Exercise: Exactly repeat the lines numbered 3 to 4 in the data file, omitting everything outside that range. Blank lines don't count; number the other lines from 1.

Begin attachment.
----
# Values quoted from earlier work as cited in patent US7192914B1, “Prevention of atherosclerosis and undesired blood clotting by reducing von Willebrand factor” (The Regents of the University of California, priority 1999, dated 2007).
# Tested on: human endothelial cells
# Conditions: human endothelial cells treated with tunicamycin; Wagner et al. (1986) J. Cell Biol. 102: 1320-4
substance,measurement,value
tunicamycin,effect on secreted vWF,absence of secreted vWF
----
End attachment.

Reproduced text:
# Conditions: human endothelial cells treated with tunicamycin; Wagner et al. (1986) J. Cell Biol. 102: 1320-4
substance,measurement,value